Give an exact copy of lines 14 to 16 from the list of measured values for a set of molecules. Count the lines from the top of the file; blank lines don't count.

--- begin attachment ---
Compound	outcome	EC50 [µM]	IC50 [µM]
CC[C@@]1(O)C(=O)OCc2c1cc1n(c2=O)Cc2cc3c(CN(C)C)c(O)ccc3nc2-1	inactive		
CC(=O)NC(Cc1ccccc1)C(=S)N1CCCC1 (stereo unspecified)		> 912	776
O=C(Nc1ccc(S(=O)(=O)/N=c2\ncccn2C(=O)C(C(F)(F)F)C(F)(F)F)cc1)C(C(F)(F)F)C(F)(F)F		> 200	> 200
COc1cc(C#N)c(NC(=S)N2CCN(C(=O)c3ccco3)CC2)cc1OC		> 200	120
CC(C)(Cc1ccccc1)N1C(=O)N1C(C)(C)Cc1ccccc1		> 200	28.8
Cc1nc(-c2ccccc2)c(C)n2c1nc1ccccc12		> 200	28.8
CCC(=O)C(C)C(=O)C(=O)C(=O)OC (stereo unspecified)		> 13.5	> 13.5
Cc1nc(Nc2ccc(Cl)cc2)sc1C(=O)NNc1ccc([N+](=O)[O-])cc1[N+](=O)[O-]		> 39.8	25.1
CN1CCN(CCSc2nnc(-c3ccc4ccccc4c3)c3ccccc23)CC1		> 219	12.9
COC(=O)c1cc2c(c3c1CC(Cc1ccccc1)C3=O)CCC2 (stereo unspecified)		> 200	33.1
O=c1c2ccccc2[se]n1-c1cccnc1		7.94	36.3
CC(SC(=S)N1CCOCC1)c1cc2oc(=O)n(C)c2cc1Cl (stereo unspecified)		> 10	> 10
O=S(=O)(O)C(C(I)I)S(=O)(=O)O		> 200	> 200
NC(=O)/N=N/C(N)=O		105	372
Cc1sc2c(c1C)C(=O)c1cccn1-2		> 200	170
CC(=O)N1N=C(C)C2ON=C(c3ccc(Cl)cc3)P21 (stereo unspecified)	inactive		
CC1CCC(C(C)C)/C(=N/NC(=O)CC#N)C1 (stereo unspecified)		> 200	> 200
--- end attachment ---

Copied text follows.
O=S(=O)(O)C(C(I)I)S(=O)(=O)O		> 200	> 200
NC(=O)/N=N/C(N)=O		105	372
Cc1sc2c(c1C)C(=O)c1cccn1-2		> 200	170